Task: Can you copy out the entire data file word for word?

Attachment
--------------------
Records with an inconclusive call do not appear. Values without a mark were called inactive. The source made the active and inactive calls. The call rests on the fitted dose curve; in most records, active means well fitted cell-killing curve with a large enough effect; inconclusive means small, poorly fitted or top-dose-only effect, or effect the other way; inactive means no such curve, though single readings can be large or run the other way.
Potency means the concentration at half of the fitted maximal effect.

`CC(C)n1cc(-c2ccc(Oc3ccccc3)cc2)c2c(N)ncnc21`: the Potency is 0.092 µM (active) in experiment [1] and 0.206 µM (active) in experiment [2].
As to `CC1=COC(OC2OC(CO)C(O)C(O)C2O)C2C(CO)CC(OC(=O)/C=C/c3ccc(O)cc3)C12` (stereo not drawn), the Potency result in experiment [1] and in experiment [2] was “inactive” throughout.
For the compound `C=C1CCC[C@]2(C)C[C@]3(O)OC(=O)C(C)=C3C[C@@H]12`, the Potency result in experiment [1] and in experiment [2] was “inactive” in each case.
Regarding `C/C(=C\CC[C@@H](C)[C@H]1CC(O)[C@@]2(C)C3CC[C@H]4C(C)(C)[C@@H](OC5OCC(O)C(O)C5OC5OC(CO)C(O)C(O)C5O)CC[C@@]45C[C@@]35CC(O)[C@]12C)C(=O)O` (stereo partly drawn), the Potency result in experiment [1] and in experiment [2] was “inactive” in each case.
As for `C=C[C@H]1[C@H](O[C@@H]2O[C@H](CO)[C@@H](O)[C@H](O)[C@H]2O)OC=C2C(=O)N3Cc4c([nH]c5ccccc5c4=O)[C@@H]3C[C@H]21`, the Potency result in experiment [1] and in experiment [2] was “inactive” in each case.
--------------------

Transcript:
Records with an inconclusive call do not appear. Values without a mark were called inactive. The source made the active and inactive calls. The call rests on the fitted dose curve; in most records, active means well fitted cell-killing curve with a large enough effect; inconclusive means small, poorly fitted or top-dose-only effect, or effect the other way; inactive means no such curve, though single readings can be large or run the other way.
Potency means the concentration at half of the fitted maximal effect.

`CC(C)n1cc(-c2ccc(Oc3ccccc3)cc2)c2c(N)ncnc21`: the Potency is 0.092 µM (active) in experiment [1] and 0.206 µM (active) in experiment [2].
As to `CC1=COC(OC2OC(CO)C(O)C(O)C2O)C2C(CO)CC(OC(=O)/C=C/c3ccc(O)cc3)C12` (stereo not drawn), the Potency result in experiment [1] and in experiment [2] was “inactive” throughout.
For the compound `C=C1CCC[C@]2(C)C[C@]3(O)OC(=O)C(C)=C3C[C@@H]12`, the Potency result in experiment [1] and in experiment [2] was “inactive” in each case.
Regarding `C/C(=C\CC[C@@H](C)[C@H]1CC(O)[C@@]2(C)C3CC[C@H]4C(C)(C)[C@@H](OC5OCC(O)C(O)C5OC5OC(CO)C(O)C(O)C5O)CC[C@@]45C[C@@]35CC(O)[C@]12C)C(=O)O` (stereo partly drawn), the Potency result in experiment [1] and in experiment [2] was “inactive” in each case.
As for `C=C[C@H]1[C@H](O[C@@H]2O[C@H](CO)[C@@H](O)[C@H](O)[C@H]2O)OC=C2C(=O)N3Cc4c([nH]c5ccccc5c4=O)[C@@H]3C[C@H]21`, the Potency result in experiment [1] and in experiment [2] was “inactive” in each case.